Yesterday we heard the news that Australia’s economy had contracted by 7% in the June quarter, beating even analysts’ dire warnings of the impact of the Covid-19-induced recession.  And we are now hearing analysts warning of a minimum two year recovery period for Australian businesses.

In conditions of uncertainty business strategy becomes even more important. And best practice in strategy and leadership is also shifting in line with the conditions of the pandemic. Because the way we are working is changing, there is an opportunity to innovate solutions to support these new pathways to productivity.

“Flexibility is key,” says Brian McNamara of GlaxoSmithKlein in an interview published by McKinsey. Reevaluating supply chains and the resources needed to deliver products and services is vital to ensure companies can effectively respond to rapid changes in consumer demand. As people have become more comfortable with online shopping and online meetings, there is the sense that the shift is permanent, even when it will be safe to go back to the office, or back to the retail outlet. It’s more efficient, and it can even accommodate better work/life balance. So a good business strategy should always be seeking ways to capitalise on this digital channel behaviour change, among both consumers and within supply chains.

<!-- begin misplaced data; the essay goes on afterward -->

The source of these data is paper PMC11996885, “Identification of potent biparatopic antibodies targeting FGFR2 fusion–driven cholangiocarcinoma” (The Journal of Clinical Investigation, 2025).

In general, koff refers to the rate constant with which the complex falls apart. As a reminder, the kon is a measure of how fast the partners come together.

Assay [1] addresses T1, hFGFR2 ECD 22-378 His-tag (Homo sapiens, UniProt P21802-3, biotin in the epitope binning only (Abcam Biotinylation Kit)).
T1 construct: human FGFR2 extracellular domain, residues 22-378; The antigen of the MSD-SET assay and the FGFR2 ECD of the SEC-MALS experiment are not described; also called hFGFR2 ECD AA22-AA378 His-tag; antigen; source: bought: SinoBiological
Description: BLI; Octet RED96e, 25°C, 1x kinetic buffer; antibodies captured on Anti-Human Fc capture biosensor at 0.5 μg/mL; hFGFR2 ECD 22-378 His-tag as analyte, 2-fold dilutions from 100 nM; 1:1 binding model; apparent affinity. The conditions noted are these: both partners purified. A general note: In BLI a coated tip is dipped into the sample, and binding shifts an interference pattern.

But a good business strategy needs also to consider the needs of company employees, too. In an article on strategy+business, Adam Bryant has warned that in such challenging times, there’s an art to setting goals for teams.  Where in more liquid periods, it may be reasonable to set audacious goals, it would be unreasonable to do so in the Covid era.  While you don’t want your goals to be too easy to attain, you do need to ensure that there are opportunities to celebrate achievements.

And David Sluss over at Harvard Business Review speaks about the need for patience in leadership in challenging times. In his research, he found that patient leaders boosted their employees’ creativity and collaboration, and improved productivity.  He noted that engaging patiently would produce better outcomes than rushing or forcing time-boxed engagement. Of course there’s a significant difference between engaging patiently, and innovating or rapidly prototyping. And in the Covid era, you need to have a balance of both.

Never has there been a more important time to get strategy right.

Our next panel session in the Disruptors Co New Ways series looks at how strategy is shifting in the Covid era and considers what can be done to remain resilient while the economic recovery runs its course.  Joining us at a livestreamed event at 5:30-6:30pm AEST on Wednesday 9 September will be:

  • Tracey Hamilton, Chief Transformation Officer, Moveo Global
  • Karina Marcar, Principal of the boards and governance consultancy, Brabourne
  • Jye Smith, Director at Doublestar

Reserve your place to attend this free online event, where you can ask questions of the panel, and help create a resilient future. And don’t forget to check out our past events at https://theair.works/newways/.